Student’s Team Captures Formula One in Schools World Title in Singapore

MELBOURNE, FLA.—Mark Nanney, a Florida Institute of Technology freshman in mechanical engineering, is a member of the Unitus Racing team of six, primarily from Southeast High School in Bradenton, Fla., that captured the Formula One (F1) in Schools World Championship in Singapore on Sept. 25. The event culminates Nanney’s team effort while at the high school.

Five students from Southeast High School in Bradenton, Fla., and a student from James Madison Middle School in Roanoke, Va., took the coveted title after three days of intense competition at the Ngee Ann Polytechnic Institute in Singapore. The Unitus Racing team was one of 25 teams from 18 countries competing for the world title.

Unitus Racing also won the award for “Best Team Identity” and was nominated for “Best Portfolio” and “Best Sponsorship & Marketing.”

“This is the result of four long years of hard work and goal setting that really paid off,” said Nanney, Unitus Racing manufacturing engineer and 2010 Southeast graduate.

The students designed, manufactured and raced identical CO2-powered balsawood race cars, gave an eight-minute verbal presentation, defended the manufacture of their cars, passed technical inspection, designed a pit display and prepared a 20-page portfolio detailing their work. The 25-plus judges concurred that Unitus Racing had the most consistent presentation in all areas.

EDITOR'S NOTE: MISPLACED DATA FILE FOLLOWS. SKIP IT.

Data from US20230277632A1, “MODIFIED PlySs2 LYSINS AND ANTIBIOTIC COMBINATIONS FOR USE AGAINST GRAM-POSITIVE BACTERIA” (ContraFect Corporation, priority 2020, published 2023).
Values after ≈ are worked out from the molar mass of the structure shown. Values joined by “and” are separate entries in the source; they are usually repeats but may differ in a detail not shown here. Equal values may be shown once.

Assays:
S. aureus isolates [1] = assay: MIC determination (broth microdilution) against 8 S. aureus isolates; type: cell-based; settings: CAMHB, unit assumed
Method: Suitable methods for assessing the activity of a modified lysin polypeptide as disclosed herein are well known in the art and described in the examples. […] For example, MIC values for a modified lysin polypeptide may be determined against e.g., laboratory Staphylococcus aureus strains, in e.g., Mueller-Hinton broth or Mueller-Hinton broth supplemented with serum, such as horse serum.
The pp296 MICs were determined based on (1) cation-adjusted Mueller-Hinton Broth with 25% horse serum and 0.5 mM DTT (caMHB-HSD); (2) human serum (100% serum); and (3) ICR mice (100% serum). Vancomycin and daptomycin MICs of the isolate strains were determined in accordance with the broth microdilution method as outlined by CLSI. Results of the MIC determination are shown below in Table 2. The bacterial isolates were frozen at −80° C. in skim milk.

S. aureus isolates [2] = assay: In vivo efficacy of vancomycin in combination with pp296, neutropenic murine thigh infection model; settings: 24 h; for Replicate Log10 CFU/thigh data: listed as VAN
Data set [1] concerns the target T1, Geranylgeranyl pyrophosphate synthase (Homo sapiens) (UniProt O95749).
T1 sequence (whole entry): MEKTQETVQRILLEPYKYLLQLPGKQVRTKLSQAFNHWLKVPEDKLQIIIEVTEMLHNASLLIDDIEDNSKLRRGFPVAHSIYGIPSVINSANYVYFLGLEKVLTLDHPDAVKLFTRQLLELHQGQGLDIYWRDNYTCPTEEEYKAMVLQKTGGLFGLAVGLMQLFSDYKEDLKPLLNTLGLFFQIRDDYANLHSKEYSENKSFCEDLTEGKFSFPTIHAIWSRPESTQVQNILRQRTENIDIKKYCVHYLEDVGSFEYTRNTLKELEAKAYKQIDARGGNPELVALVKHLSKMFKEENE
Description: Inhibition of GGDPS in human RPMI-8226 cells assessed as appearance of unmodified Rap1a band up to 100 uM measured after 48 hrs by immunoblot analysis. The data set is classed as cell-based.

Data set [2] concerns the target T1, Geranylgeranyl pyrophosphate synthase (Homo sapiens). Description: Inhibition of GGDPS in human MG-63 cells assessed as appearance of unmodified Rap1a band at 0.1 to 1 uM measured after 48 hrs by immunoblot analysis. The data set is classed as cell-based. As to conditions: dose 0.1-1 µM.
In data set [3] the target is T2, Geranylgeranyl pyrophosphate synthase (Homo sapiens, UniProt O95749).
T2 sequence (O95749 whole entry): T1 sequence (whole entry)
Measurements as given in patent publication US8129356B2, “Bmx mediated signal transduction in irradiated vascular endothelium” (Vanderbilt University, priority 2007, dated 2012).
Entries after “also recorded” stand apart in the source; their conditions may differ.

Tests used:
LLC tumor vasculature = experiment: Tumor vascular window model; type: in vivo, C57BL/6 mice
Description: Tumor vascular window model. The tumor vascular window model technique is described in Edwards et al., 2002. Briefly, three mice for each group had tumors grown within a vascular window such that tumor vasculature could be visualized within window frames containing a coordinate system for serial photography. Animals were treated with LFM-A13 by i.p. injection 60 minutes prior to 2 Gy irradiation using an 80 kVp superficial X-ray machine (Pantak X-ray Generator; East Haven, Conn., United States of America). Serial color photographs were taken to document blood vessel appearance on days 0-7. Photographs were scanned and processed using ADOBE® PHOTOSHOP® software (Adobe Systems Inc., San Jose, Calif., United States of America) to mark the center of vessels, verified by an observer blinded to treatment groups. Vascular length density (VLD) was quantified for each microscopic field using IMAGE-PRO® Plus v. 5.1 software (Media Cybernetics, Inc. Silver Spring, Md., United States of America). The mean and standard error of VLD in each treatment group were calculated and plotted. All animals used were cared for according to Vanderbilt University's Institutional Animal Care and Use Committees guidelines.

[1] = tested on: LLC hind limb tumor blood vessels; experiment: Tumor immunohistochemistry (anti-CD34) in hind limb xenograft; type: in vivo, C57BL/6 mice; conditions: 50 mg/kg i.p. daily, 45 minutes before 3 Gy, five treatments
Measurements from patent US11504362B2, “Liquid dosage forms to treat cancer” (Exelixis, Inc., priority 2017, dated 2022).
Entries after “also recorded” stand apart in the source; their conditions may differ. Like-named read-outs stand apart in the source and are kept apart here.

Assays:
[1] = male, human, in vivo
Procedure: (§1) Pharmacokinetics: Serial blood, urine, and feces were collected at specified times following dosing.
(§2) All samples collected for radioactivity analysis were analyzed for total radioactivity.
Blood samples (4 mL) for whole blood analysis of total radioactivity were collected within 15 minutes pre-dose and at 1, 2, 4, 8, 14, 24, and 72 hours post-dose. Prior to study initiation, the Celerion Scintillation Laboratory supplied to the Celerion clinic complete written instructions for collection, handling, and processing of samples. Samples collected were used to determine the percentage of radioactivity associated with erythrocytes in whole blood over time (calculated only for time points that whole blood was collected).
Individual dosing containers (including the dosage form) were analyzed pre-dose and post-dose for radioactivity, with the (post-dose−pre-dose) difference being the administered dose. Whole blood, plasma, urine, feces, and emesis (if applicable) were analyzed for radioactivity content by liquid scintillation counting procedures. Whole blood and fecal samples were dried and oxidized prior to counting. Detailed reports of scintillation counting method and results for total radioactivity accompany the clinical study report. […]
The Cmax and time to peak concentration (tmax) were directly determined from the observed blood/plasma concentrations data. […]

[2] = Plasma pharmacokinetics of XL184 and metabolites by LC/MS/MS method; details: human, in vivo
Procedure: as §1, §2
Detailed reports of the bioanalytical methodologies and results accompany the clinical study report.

The Southeast team won the F1 in Schools National Championship July 2 in Baltimore, Md., assuring them the chance to compete this year in Singapore.

Unitus Racing is sponsored by Lockheed Martin; the Boys & Girls Clubs of Manatee County; Advance Auto Parts; Manatee Adult, Career and Technical Education Department; City of Roanoke Schools; Rapid Prototyping Systems; BASF Chemicals; JBTN Plastics; Trimbach Artistry; Bay Tool; Royal Tee’s; Bradenton Press; and Signs by Tomorrow as well as many in-kind donations.

F1 in Schools is a global educational program that aims to change perceptions of engineering by creating a fun and exciting learning environment for young people ages 11 to 19. The program seeks to develop students who look toward career paths in science, engineering, marketing and technology.

For more information, send e-mail to: More results and video of the event are posted on the website:

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